Happy Spooky Season East Texas friends!

Although some absolutely love scaring themselves to almost death by watching the scariest horror films available and subjecting themselves to a tour of the most shocking haunted houses, for some, that's a bit *much.*

For me, I like a good scary movie and I enjoy an element of mystery this time of year, but you're not going to catch me sitting down to a Saw marathon while eating cookies made to look like human fingers. No thanks.

Clint Patterson, Unsplash
Clint Patterson, Unsplash

If you count yourself among the group of folks who like things to feel a bit spooky but not terrifying, or if you have kids and don't want to traumatize them, there are still many ways you can enjoy the season in a bit more subdued way.

Here are a few ideas:

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Have a movie night with spooky, but not horrific, movies.

Yes, there are some out there. Some of my favorites to watch this time of year are Practical Magic, Casper, Ghostbusters, the Harry Potter movies, or even "scary movies" from decades past. Somehow watching a black and white film about a ghost is more charming than frightening to our de-sensitized modern eyes. ;)

Make fun snacks with your friends and family that don't resemble human body parts.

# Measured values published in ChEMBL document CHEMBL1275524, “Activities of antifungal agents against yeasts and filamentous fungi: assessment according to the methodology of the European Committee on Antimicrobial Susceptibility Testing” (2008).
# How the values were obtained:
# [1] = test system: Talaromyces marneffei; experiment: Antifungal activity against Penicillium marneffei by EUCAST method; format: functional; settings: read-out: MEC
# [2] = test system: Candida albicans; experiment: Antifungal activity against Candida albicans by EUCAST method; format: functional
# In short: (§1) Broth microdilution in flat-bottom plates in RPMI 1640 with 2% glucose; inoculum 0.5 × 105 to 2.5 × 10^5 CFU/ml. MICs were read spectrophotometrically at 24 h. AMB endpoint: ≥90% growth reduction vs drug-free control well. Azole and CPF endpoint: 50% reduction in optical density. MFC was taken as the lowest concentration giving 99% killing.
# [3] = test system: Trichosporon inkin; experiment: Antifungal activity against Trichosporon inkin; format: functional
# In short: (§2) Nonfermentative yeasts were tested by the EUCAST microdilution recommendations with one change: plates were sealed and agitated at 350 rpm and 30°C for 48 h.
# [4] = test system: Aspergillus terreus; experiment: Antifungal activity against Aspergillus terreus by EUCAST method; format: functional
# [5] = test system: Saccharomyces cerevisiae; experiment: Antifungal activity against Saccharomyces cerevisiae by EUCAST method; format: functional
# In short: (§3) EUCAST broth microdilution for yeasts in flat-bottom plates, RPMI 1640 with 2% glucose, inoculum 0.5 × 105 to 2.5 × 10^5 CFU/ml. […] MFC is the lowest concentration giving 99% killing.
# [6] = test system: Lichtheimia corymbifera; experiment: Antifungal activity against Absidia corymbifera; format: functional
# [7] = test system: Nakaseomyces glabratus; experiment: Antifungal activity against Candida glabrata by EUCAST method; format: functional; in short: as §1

Hey, we decorate cookies at Christmas time, so why not during Halloween? Instead of gilding your sugar cookies into snowmen and Santas, why not create your own little cookie monsters?

I also love popping popcorn and doing different fun flavors. Create a "topping bar" and let everyone fix up their own bowl before sitting down to watch the aforementioned spooky, but not a scary movie.

Set the musical mood.

I adore listening to Danny Elfman's music this time of year. He's the guy who wrote the music for movies like Edward Scissorhands and Nightmare Before Christmas. (Also great movies to add to the movie list.) Something about his style evokes feelings of whimsical spookiness that are so much fun.

Teach your kids a "magic trick."

This could be as simple as a card trick or you could go all out and buy one of those how-to books and see what you can come up with together. If you're looking for a place near Tyler, TX to get the supplies ya need, I'd consider a trip over to Hobbytown.

Take a nature hike.

This is a delightful time of year to tromp about outside. If you're looking for some places recommended as safer areas to do so, Tyler, TX residents recently chimed in with some of their fave spots.

If it's been a while, go to a pumpkin patch and pick out a few--I like to grab mine from Lane's Chapel on Old Jacksonville Hwy in Tyler, Texas. But they are all over the place and often your purchase goes to benefit a youth group or church fund of some kind. But there are many options in East Texas--take a look.

If you'd rather not carve a foreboding glare into the face of your pumpkin, make it happier. Or if you'd rather not involve knives at all, you can also paint them.

Any other ideas you could add to the list? Let us know in the comments below!



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